chlbo

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Please don't ever bathe a rabbit. This could kill them. They wash themselves and please don't do something negative i.e. put the rabbit somewhere they don't like. It will hinder your relationship. The rabbit will lose trust. There's just no point.

Don't mean to be a downer but read one of the comments and just wanted to put it out there.
 

Blue eyes

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Please don't ever bathe a rabbit. This could kill them. They wash themselves and please don't do something negative i.e. put the rabbit somewhere they don't like. It will hinder your relationship. The rabbit will lose trust. There's just no point.

Don't mean to be a downer but read one of the comments and just wanted to put it out there.

You are correct that rabbits should not be bathed, though no one here suggested that. The mention of putting a rabbit in a bathtub was referring to a dry bathtub. Some people, for example, may use a dry bathtub as a bonding area when trying to bond 2 rabbits.

Nevertheless, this is an old thread. Best to look to recent threads for posting comments.
 
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You are correct that rabbits should not be bathed, though no one here suggested that. The mention of putting a rabbit in a bathtub was referring to a dry bathtub. Some people, for example, may use a dry bathtub as a bonding area when trying to bond 2 rabbits.

Nevertheless, this is an old thread. Best to look to recent threads for posting comments.
I realize that this may be an older thread, but I do think it is worth mentioning there wasn't clarification to the "dry" vs "water filled" bath tub so I think it's definitely good there be specification on that as many people don't realize this. In addition, in case anyone new to owning rabbits or new to the forum stumbles upon this thread, and needs advice, my rabbit does NOT do well in a pen ever due to the reason mentioned above where they can see other space they can't get to no matter how large the pen. Since I removed his pen all together and just enclose him in a single room (other than when we are home he gets full free-roam) he has been way less destructive and focuses on his toys above all else. Since you are unable to give your bun free access yet, I've found that these two toys can help get their energy out until you can give them more space to run around:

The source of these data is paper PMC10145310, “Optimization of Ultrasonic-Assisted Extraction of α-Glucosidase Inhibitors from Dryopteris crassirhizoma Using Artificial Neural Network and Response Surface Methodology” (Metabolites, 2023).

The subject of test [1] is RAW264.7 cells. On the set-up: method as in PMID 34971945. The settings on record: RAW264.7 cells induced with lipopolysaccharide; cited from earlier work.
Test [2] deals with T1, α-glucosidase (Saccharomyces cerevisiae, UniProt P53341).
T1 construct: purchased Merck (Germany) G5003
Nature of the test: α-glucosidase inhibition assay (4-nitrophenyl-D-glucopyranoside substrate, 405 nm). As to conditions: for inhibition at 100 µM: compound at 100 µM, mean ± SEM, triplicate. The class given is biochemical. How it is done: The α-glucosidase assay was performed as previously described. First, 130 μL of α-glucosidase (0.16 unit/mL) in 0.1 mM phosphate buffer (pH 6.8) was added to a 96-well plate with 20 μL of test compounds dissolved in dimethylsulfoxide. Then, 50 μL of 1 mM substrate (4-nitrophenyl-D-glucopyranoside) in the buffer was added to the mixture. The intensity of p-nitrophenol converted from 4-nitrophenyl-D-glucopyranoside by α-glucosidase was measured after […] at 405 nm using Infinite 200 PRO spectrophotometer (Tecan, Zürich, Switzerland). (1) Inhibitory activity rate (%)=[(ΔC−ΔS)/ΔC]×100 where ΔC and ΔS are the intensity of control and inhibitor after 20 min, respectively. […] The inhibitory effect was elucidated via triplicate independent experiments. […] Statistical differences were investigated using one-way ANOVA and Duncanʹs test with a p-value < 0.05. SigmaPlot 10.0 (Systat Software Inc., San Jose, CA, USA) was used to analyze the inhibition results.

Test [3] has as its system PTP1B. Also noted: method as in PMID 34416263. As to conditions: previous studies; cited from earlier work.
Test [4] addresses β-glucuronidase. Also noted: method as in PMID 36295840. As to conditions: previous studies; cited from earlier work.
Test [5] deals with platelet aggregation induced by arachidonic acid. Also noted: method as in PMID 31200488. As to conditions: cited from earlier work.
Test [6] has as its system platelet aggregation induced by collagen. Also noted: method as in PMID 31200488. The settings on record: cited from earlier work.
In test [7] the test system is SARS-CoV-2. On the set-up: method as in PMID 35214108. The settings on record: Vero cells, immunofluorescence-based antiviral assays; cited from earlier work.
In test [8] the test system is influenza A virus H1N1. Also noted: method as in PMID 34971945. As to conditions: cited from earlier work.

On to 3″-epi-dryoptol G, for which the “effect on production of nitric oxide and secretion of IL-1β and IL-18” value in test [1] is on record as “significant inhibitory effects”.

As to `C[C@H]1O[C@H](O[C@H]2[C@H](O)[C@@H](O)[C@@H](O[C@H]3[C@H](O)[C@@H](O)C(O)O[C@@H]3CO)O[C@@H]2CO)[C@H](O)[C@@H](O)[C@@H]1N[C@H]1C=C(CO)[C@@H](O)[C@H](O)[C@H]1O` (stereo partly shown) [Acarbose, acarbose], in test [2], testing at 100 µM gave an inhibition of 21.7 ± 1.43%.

https://www.chewy.com/oxbow-enriched-life-rolly-teaser/dp/303637

https://www.chewy.com/oxbow-enriched-life-wobble-teaser/dp/303639

Mine is much better behaved even when he is free roam when he has higher amounts of high-energy enrichment rather than just chew toys because he has to push both around to get to what he wants (YUMMY PELLETS). Plus, these are cost effective since you can refill them rather than have to re-buy the same toys in bulk as many rabbits will go through the chew toys extremely quickly (although of course you should still provide chew toys). Mine did figure out how to open up the lock on the rolly-teaser though as a heads up in case your bun is on a strict diet, in that case, go with the wobble-teaser ;)